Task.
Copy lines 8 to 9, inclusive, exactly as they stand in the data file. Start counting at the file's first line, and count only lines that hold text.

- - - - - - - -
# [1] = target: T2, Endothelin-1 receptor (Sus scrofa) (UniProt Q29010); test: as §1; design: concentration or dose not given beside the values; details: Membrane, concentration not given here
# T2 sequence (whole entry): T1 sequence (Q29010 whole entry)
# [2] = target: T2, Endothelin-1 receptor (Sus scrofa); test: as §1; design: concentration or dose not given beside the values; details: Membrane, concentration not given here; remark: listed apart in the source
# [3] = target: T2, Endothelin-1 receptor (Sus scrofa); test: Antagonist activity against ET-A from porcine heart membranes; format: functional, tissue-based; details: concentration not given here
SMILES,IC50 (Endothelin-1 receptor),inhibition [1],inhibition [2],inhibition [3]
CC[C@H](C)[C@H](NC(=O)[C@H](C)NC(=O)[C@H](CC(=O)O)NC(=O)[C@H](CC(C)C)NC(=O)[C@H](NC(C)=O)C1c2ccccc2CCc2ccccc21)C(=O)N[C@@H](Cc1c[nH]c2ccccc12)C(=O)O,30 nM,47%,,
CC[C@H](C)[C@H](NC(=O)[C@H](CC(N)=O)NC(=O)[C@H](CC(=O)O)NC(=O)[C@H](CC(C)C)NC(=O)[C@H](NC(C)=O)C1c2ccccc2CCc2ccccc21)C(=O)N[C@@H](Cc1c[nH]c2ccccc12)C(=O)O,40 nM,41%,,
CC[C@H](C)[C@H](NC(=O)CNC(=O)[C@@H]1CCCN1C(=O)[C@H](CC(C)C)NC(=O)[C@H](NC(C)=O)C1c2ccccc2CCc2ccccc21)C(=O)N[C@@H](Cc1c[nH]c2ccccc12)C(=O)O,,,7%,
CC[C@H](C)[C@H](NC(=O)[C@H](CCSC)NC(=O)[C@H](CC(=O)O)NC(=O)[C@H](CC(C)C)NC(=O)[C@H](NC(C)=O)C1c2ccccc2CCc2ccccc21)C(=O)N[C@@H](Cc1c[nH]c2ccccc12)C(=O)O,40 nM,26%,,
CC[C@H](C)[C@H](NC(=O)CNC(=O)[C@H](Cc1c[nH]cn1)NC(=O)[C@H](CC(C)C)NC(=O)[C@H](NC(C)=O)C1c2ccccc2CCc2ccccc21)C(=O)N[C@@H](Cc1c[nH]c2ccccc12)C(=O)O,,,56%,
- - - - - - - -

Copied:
CC[C@H](C)[C@H](NC(=O)CNC(=O)[C@@H]1CCCN1C(=O)[C@H](CC(C)C)NC(=O)[C@H](NC(C)=O)C1c2ccccc2CCc2ccccc21)C(=O)N[C@@H](Cc1c[nH]c2ccccc12)C(=O)O,,,7%,
CC[C@H](C)[C@H](NC(=O)[C@H](CCSC)NC(=O)[C@H](CC(=O)O)NC(=O)[C@H](CC(C)C)NC(=O)[C@H](NC(C)=O)C1c2ccccc2CCc2ccccc21)C(=O)N[C@@H](Cc1c[nH]c2ccccc12)C(=O)O,40 nM,26%,,